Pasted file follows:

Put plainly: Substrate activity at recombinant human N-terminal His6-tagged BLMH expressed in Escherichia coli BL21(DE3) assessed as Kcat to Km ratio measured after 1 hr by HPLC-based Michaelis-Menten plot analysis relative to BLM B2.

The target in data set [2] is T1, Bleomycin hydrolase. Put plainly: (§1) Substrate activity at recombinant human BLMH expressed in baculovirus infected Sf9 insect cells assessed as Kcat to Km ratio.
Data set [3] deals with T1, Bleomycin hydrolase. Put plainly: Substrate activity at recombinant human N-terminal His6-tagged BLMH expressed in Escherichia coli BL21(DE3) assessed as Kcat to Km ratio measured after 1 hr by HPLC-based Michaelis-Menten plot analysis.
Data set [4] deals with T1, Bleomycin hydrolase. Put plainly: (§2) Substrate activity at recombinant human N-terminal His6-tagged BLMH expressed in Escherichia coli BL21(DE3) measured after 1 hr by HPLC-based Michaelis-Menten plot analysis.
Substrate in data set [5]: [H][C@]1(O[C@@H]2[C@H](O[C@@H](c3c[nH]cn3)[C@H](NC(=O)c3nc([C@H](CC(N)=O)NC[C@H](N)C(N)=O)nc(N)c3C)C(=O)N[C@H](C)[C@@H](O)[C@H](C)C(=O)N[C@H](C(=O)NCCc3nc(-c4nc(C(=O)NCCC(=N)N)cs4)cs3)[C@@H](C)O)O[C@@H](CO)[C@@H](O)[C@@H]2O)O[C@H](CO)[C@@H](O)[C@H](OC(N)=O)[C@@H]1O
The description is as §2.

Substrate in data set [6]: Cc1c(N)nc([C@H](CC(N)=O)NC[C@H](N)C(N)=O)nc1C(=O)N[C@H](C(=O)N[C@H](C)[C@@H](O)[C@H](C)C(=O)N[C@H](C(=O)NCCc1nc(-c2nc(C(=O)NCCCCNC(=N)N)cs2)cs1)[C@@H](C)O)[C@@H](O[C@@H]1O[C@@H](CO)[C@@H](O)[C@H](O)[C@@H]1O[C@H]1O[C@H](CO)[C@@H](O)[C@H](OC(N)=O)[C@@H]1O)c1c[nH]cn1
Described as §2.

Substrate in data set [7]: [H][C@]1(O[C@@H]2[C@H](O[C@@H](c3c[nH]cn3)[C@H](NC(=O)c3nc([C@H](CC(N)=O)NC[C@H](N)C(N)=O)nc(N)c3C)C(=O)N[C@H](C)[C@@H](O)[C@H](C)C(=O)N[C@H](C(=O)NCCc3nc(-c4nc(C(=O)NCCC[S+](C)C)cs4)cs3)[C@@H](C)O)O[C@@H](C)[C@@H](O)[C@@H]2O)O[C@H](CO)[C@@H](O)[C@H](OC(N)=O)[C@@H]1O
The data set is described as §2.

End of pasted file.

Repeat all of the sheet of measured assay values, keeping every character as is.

Put plainly: Substrate activity at recombinant human N-terminal His6-tagged BLMH expressed in Escherichia coli BL21(DE3) assessed as Kcat to Km ratio measured after 1 hr by HPLC-based Michaelis-Menten plot analysis relative to BLM B2.

The target in data set [2] is T1, Bleomycin hydrolase. Put plainly: (§1) Substrate activity at recombinant human BLMH expressed in baculovirus infected Sf9 insect cells assessed as Kcat to Km ratio.
Data set [3] deals with T1, Bleomycin hydrolase. Put plainly: Substrate activity at recombinant human N-terminal His6-tagged BLMH expressed in Escherichia coli BL21(DE3) assessed as Kcat to Km ratio measured after 1 hr by HPLC-based Michaelis-Menten plot analysis.
Data set [4] deals with T1, Bleomycin hydrolase. Put plainly: (§2) Substrate activity at recombinant human N-terminal His6-tagged BLMH expressed in Escherichia coli BL21(DE3) measured after 1 hr by HPLC-based Michaelis-Menten plot analysis.
Substrate in data set [5]: [H][C@]1(O[C@@H]2[C@H](O[C@@H](c3c[nH]cn3)[C@H](NC(=O)c3nc([C@H](CC(N)=O)NC[C@H](N)C(N)=O)nc(N)c3C)C(=O)N[C@H](C)[C@@H](O)[C@H](C)C(=O)N[C@H](C(=O)NCCc3nc(-c4nc(C(=O)NCCC(=N)N)cs4)cs3)[C@@H](C)O)O[C@@H](CO)[C@@H](O)[C@@H]2O)O[C@H](CO)[C@@H](O)[C@H](OC(N)=O)[C@@H]1O
The description is as §2.

Substrate in data set [6]: Cc1c(N)nc([C@H](CC(N)=O)NC[C@H](N)C(N)=O)nc1C(=O)N[C@H](C(=O)N[C@H](C)[C@@H](O)[C@H](C)C(=O)N[C@H](C(=O)NCCc1nc(-c2nc(C(=O)NCCCCNC(=N)N)cs2)cs1)[C@@H](C)O)[C@@H](O[C@@H]1O[C@@H](CO)[C@@H](O)[C@H](O)[C@@H]1O[C@H]1O[C@H](CO)[C@@H](O)[C@H](OC(N)=O)[C@@H]1O)c1c[nH]cn1
Described as §2.

Substrate in data set [7]: [H][C@]1(O[C@@H]2[C@H](O[C@@H](c3c[nH]cn3)[C@H](NC(=O)c3nc([C@H](CC(N)=O)NC[C@H](N)C(N)=O)nc(N)c3C)C(=O)N[C@H](C)[C@@H](O)[C@H](C)C(=O)N[C@H](C(=O)NCCc3nc(-c4nc(C(=O)NCCC[S+](C)C)cs4)cs3)[C@@H](C)O)O[C@@H](C)[C@@H](O)[C@@H]2O)O[C@H](CO)[C@@H](O)[C@H](OC(N)=O)[C@@H]1O
The data set is described as §2.